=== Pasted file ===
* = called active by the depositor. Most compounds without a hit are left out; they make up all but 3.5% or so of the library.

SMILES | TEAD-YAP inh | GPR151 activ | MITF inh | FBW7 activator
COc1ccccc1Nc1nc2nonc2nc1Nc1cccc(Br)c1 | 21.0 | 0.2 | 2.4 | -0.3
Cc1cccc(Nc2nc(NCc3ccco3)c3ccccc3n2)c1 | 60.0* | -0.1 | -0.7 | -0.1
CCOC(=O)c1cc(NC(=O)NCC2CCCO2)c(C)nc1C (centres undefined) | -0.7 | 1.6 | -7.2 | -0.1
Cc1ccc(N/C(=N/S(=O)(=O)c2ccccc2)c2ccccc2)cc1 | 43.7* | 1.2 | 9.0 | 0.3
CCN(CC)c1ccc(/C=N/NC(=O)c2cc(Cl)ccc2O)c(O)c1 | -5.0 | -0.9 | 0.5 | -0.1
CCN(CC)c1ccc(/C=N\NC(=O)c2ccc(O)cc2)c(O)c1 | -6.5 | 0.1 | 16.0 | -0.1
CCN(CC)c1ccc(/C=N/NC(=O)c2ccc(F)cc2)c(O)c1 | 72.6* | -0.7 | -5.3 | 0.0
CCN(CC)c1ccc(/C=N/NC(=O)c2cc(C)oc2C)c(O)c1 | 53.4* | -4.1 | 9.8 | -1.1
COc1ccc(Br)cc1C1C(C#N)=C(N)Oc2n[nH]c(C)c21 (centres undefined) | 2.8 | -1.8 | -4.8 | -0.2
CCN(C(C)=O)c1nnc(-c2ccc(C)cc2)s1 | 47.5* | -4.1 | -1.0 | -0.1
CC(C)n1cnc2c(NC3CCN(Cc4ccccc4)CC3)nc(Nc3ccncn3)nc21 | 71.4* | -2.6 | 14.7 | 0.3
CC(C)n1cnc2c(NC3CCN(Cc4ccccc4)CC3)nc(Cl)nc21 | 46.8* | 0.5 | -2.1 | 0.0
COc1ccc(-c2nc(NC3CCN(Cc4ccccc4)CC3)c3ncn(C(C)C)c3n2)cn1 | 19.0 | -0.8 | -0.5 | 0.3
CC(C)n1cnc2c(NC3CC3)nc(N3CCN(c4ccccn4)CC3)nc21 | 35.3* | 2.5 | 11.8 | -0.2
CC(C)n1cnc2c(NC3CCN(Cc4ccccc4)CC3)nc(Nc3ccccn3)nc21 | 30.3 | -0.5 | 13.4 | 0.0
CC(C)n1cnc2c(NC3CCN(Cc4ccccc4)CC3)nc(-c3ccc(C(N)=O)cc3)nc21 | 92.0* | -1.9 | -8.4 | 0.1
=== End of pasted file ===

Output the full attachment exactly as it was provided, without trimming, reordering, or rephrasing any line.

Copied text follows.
* = called active by the depositor. Most compounds without a hit are left out; they make up all but 3.5% or so of the library.

SMILES | TEAD-YAP inh | GPR151 activ | MITF inh | FBW7 activator
COc1ccccc1Nc1nc2nonc2nc1Nc1cccc(Br)c1 | 21.0 | 0.2 | 2.4 | -0.3
Cc1cccc(Nc2nc(NCc3ccco3)c3ccccc3n2)c1 | 60.0* | -0.1 | -0.7 | -0.1
CCOC(=O)c1cc(NC(=O)NCC2CCCO2)c(C)nc1C (centres undefined) | -0.7 | 1.6 | -7.2 | -0.1
Cc1ccc(N/C(=N/S(=O)(=O)c2ccccc2)c2ccccc2)cc1 | 43.7* | 1.2 | 9.0 | 0.3
CCN(CC)c1ccc(/C=N/NC(=O)c2cc(Cl)ccc2O)c(O)c1 | -5.0 | -0.9 | 0.5 | -0.1
CCN(CC)c1ccc(/C=N\NC(=O)c2ccc(O)cc2)c(O)c1 | -6.5 | 0.1 | 16.0 | -0.1
CCN(CC)c1ccc(/C=N/NC(=O)c2ccc(F)cc2)c(O)c1 | 72.6* | -0.7 | -5.3 | 0.0
CCN(CC)c1ccc(/C=N/NC(=O)c2cc(C)oc2C)c(O)c1 | 53.4* | -4.1 | 9.8 | -1.1
COc1ccc(Br)cc1C1C(C#N)=C(N)Oc2n[nH]c(C)c21 (centres undefined) | 2.8 | -1.8 | -4.8 | -0.2
CCN(C(C)=O)c1nnc(-c2ccc(C)cc2)s1 | 47.5* | -4.1 | -1.0 | -0.1
CC(C)n1cnc2c(NC3CCN(Cc4ccccc4)CC3)nc(Nc3ccncn3)nc21 | 71.4* | -2.6 | 14.7 | 0.3
CC(C)n1cnc2c(NC3CCN(Cc4ccccc4)CC3)nc(Cl)nc21 | 46.8* | 0.5 | -2.1 | 0.0
COc1ccc(-c2nc(NC3CCN(Cc4ccccc4)CC3)c3ncn(C(C)C)c3n2)cn1 | 19.0 | -0.8 | -0.5 | 0.3
CC(C)n1cnc2c(NC3CC3)nc(N3CCN(c4ccccn4)CC3)nc21 | 35.3* | 2.5 | 11.8 | -0.2
CC(C)n1cnc2c(NC3CCN(Cc4ccccc4)CC3)nc(Nc3ccccn3)nc21 | 30.3 | -0.5 | 13.4 | 0.0
CC(C)n1cnc2c(NC3CCN(Cc4ccccc4)CC3)nc(-c3ccc(C(N)=O)cc3)nc21 | 92.0* | -1.9 | -8.4 | 0.1